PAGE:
News from GLib 2.58

Next September, GLib will hit version 2.58. There have been a few changes during the past two development cycles, most notably the improvement of the Meson build, which in turn led to an improved portability of GLib to platforms such as Windows, macOS, and Android. It is time to take stock of the current status of GLib, and to highlight some of the changes that will impact GLib-based code.

  • Meson – Thanks to the ongoing work of Nirbheek Chauhan and Xavier Claessens, the Meson build has been constantly improving, to the point that we can start switching to it as the default build system. The plan—as outlined on the mailing list—is to release GLib 2.58 using Meson, while keeping the Autotools build in tree and available in the release archive; then, we’ll drop the Autotools build during the following development cycle, and release GLib 2.60 without Autotools support. Linux distributors are very much welcome to start testing the Meson build in their builders; we’ve been running the Meson build as part of our CI process for a while, now, but more exposure will bring out eventual regressions that we missed; additionally, it would be stellar if people with different toolchains than GCC/Clang/MSVC would start trying the Meson build and report bugs. In the meantime, if you’re using GLib on macOS and Windows, we already recommend you switch to Meson to build GLib, as it’s easier and better integrated with those platforms than Autotools
  • Reliability and portability – GLib switched to GitLab alongside the rest of GNOME, which meant being able to run continuous integration outside of the GNOME Continuous builds. Now we run CI on multiple toolchains, multiple build systems, and multiple platforms for every commit and merge request, which significantly reduces the chances of a broken build. We’ve also improved the code coverage in the test suite. Of course, we could always do better; for instance, we don’t have a CI runner for macOS and the Solaris family of OSes, and more runners for the *BSD family would be greatly appreciated. We’ve issued a call for help, if you have a spare machine and some bandwidth that you can donate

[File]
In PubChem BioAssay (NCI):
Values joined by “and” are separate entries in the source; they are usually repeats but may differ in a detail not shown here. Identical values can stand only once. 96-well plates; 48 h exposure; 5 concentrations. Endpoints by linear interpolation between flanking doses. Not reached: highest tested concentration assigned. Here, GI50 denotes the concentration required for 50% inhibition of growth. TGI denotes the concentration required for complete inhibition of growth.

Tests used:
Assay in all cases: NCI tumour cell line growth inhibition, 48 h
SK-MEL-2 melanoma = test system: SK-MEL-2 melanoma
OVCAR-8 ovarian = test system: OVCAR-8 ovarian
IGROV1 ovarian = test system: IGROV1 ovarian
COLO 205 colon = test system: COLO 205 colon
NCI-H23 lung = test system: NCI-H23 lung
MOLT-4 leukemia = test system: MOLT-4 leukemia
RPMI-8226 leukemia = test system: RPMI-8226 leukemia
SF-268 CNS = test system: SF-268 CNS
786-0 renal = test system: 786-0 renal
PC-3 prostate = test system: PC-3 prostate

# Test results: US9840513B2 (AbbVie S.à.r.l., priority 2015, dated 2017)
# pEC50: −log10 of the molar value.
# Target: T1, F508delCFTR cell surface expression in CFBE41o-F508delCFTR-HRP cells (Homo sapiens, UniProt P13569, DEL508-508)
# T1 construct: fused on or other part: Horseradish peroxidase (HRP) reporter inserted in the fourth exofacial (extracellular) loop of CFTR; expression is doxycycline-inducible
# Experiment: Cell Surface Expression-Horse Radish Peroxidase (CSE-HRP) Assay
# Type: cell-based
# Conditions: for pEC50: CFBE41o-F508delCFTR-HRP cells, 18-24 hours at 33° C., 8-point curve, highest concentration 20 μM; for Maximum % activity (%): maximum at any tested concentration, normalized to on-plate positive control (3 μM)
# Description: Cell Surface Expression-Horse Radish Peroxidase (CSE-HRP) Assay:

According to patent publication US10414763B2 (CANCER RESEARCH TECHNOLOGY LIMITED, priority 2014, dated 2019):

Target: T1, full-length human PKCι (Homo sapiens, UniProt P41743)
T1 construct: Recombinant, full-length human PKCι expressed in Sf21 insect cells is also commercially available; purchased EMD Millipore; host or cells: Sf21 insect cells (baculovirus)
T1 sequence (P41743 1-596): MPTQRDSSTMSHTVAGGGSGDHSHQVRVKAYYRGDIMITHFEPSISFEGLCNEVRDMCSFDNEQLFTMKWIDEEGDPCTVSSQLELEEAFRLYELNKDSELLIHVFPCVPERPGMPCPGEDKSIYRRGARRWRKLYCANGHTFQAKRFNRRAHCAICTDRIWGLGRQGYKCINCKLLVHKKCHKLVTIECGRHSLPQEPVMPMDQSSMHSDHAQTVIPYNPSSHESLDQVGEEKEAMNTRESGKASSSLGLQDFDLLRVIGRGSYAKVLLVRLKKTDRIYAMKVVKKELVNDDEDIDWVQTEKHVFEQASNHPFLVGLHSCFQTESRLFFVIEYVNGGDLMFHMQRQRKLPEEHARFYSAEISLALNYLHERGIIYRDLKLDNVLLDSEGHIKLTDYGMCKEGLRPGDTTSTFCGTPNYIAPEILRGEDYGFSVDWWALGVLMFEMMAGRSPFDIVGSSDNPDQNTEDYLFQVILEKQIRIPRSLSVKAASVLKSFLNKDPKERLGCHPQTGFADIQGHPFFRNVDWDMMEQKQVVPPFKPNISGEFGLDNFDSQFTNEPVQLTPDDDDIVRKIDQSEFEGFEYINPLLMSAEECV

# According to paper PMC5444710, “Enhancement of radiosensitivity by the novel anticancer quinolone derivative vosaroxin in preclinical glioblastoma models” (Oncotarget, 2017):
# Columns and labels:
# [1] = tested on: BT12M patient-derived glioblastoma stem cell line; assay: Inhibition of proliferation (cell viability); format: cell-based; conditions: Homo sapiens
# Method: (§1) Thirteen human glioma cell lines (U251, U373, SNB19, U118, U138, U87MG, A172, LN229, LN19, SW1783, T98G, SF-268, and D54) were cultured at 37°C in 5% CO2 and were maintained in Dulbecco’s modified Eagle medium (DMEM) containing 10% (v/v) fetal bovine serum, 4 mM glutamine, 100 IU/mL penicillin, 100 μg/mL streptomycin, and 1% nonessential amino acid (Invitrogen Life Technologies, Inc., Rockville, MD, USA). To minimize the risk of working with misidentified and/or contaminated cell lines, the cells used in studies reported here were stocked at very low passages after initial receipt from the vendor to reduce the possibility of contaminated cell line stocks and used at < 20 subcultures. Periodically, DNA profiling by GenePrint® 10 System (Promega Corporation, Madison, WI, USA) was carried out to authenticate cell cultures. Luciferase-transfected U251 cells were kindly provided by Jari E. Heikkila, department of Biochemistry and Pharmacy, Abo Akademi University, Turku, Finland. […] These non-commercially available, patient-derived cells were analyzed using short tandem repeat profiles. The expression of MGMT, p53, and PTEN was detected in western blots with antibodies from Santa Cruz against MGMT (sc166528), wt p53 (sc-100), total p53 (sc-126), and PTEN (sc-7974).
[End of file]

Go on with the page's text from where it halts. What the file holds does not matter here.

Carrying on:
• File monitoring on *BSD – Apropos the *BSD family, the kqueue backend for file monitoring in GIO has been completely overhauled by Martin Pieuchot and Ting-Wei Lan; the new code is simpler, more robust, and passes all the tests
  • Use posix_spawn() for efficient process launching — Thanks to Daniel Drake, GLib now can use posix_spawn() under specific circumstances, if the platform’s C library supports it; this allows hitting fast paths in the kernel, compared to manually calling fork() + exec(); those fast paths are especially beneficial when running on memory constrained platforms
  • Reference counting types and allocations — GLib uses reference counting as a memory management and garbage collection mechanism in many of its types, but lacks the public API to allow other people to implement the same semantics in their own data structures; this leads to much copy-pasting and re-implementations, and typically to things like undefined behavior when it comes to saturation and thread safety. GLib 2.58 has a grefcount and a gatomicrefcount types, alongside their API, to reduce this duplication. Additionally, taking a cue from other languages like Rust, GLib provides a way to add reference counting semantics on memory allocations, by adding a low level API that allows you to allocate structures that do not have a reference count field, and automatically add reference counting semantics to them
  • Deprecations – A few soft deprecations have become real deprecations in this last development cycle:
      • g_type_class_add_private() has finally been deprecated, five years after we introduced the instance private data macros; if you’re still using that function in your class initialization, please switch to G_DEFINE_TYPE_WITH_PRIVATE or G_ADD_PRIVATE
      • g_main_context_wait() is officially deprecated, but you should have already seen run time warnings about its use
      • gtester, the GTest harness provided by GLib, is deprecated; if you’re using Autotools, you should use the TAP harness that comes with Automake

There have been lots of contributions in GLib, in this past cycle, thanks to the tireless efforts of Philip Withnall; he’s been instrumental in reviewing patches, triaging bugs, and implementing changes in the development process of the project. The switch over to GitLab has also improved the contribution process, with many more developers opening merge requests:

  • 2.54.0..c182cd68: 968 changesets from 143 developers, up from 412 changesets and 68 developers during the 2.53 development cycle
  • A total of 31851 lines added, 27976 removed (delta: +3875)
Developers with the most changesets
Philip Withnall 303 31.3%
Xavier Claessens 79 8.2%
Emmanuele Bassi 69 7.1%
Christoph Reiter 42 4.3%
Ting-Wei Lan 21 2.2%
Chun-wei Fan 21 2.2%
Nirbheek Chauhan 21 2.2%
Ondrej Holy 20 2.1%
Руслан Ижбулатов 20 2.1%
Mikhail Zabaluev 20 2.1%
Simon McVittie 15 1.5%
Matthias Clasen 14 1.4%
Christian Hergert 13 1.3%
Iñigo Martínez 12 1.2%
Bastien Nocera 10 1.0%
Rafal Luzynski 9 0.9%
Michael Catanzaro 9 0.9%
Will Thompson 8 0.8%
Allison Lortie 8 0.8%
Daniel Boles 8 0.8%

Make sure to test your code with GLib 2.57.2, the next development snapshot towards the 2.58.0 stable release.

3 thoughts on “News from GLib 2.58”

  1. If gtester is deprecated, and TAP depends on autotools, which is the recommended test framework then?

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